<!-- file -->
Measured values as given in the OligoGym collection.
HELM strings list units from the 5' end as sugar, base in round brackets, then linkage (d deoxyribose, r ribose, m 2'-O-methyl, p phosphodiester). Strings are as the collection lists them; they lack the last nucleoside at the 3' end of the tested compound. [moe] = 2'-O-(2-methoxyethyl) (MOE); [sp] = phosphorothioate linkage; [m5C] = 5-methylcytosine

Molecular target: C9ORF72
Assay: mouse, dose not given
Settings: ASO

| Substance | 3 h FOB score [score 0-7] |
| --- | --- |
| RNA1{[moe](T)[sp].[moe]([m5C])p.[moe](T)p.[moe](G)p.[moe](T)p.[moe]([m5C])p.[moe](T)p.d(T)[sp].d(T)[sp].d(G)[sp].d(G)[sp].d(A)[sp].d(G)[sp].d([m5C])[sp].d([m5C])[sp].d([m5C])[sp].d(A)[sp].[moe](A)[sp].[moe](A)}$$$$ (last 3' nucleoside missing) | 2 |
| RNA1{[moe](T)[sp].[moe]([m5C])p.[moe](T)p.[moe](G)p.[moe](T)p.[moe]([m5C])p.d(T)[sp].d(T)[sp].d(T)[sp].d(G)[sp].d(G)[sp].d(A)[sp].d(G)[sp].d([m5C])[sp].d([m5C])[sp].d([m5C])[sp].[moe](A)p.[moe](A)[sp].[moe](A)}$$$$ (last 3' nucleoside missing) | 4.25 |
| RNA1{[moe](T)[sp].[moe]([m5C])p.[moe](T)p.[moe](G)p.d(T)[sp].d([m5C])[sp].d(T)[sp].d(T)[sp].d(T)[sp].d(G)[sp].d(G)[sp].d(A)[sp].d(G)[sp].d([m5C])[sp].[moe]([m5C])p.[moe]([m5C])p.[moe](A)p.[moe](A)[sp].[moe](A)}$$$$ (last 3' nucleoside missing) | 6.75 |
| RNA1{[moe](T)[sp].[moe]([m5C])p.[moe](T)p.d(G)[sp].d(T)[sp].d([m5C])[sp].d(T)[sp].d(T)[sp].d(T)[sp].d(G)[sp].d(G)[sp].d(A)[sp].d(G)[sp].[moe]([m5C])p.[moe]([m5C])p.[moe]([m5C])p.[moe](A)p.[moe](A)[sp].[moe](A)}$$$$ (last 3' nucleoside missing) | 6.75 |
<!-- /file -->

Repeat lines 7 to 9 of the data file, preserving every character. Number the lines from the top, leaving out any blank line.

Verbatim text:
| --- | --- |
| RNA1{[moe](T)[sp].[moe]([m5C])p.[moe](T)p.[moe](G)p.[moe](T)p.[moe]([m5C])p.[moe](T)p.d(T)[sp].d(T)[sp].d(G)[sp].d(G)[sp].d(A)[sp].d(G)[sp].d([m5C])[sp].d([m5C])[sp].d([m5C])[sp].d(A)[sp].[moe](A)[sp].[moe](A)}$$$$ (last 3' nucleoside missing) | 2 |
| RNA1{[moe](T)[sp].[moe]([m5C])p.[moe](T)p.[moe](G)p.[moe](T)p.[moe]([m5C])p.d(T)[sp].d(T)[sp].d(T)[sp].d(G)[sp].d(G)[sp].d(A)[sp].d(G)[sp].d([m5C])[sp].d([m5C])[sp].d([m5C])[sp].[moe](A)p.[moe](A)[sp].[moe](A)}$$$$ (last 3' nucleoside missing) | 4.25 |